25 Nobel Prize winners and more than 3400 prominent scientists worldwide have expressed their endorsement of the safety and advantages of biotech crops as a way to safely and efficiently improve food production.

A multitude of international organizations have endorsed the safety of biotech crops, including theWorld Health Organization, the Royal Society (UK), the National Academy of Sciences, the Food and Health Organization of the United Nations, the European Commission, the French Academy of Medicine, and the American Medical Association.

Environmental Impact and Benefits

By the year 2050, there will be over 9 billion people living on this planet.What this means is that we will need to figure out how to feed 3 billion more people in less than 50 years.

A study assessing the global economic and environmental impacts of biotech crops for the first nine years (1996-2004) of biotech adoption showed that the use of technology has reduced pesticide spraying by 172 million kg and has reduced the environmental footprint by 14%.

In the US, the adoption of biotech crops has resulted in pesticide use reduction of 46.4 million pounds in 2003.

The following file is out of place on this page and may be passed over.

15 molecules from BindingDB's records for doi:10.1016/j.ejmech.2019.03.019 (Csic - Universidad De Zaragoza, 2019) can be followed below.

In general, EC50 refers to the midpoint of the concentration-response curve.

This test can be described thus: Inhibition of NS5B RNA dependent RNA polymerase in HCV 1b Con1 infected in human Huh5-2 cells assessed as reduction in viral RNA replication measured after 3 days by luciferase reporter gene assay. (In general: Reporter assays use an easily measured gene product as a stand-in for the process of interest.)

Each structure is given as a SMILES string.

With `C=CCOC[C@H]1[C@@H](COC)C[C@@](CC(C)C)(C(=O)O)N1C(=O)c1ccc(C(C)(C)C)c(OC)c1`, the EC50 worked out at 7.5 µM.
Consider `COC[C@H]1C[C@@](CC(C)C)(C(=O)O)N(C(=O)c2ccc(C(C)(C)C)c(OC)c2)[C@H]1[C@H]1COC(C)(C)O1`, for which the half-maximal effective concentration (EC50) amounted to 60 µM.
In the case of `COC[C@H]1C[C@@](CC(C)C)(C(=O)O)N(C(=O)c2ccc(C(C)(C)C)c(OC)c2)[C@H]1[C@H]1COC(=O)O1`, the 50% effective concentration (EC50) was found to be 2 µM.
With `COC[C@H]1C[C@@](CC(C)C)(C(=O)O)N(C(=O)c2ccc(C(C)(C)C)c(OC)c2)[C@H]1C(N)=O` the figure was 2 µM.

The use of biotech cotton in China resulted in pesticide use reduction of 78,000 tons of formulated pesticides in 2001. This corresponds to about a quarter of all the pesticides sprayed in China in the mid-1990’s.

The use of herbicide tolerant crops has facilitated the continued expansion of conservation tillage practices, resulting in reduction of tractor trips across fields and soil savings of nearly 1 billion tons of soil per year.

Frequently Asked Questions

Why produce GM crops?

A plant breeder traditionally tries to bring the genetics of two particular plants together through cross breeding to enhance the genetics and create a superior plant.With biotechnology, the goal is the same. However, the efficiency and accuracy of breeding is significantly enhanced as the breeder is able to specifically select a gene to enhance the end result.

This powerful tool allows plant breeders to do faster what they’ve been doing for years – breeding plants to create superior plant varieties – but without the limitations of conventional breeding.

What are the potential benefits of GM crops?

The benefits of biotech crops are clear after more than a decade and over a billion acres planted worldwide:

    > Increased yields
    > Reduced pesticide use
    > Increased farm profits
    > Improvement in health and the environment

Future benefits from emerging biotechnology traits include:

    > Rice enriched with iron and vitamin A
    > Potatoes with higher starch content
    > Edible vaccines in maize and potatoes
    > Maize and corn varieties able to grow in tough conditions
    > Healthier oils from soybeans and canola

Value of Biotech Crops

Farmers have increased farm income through increased yields and reduced input costs. The estimated improved profits over the first ten years of biotech use is at $27 billion.

Research indicates that the benefits of GM crops is consistent worldwide, with gains being similar amongst both small scale and large scale farmers.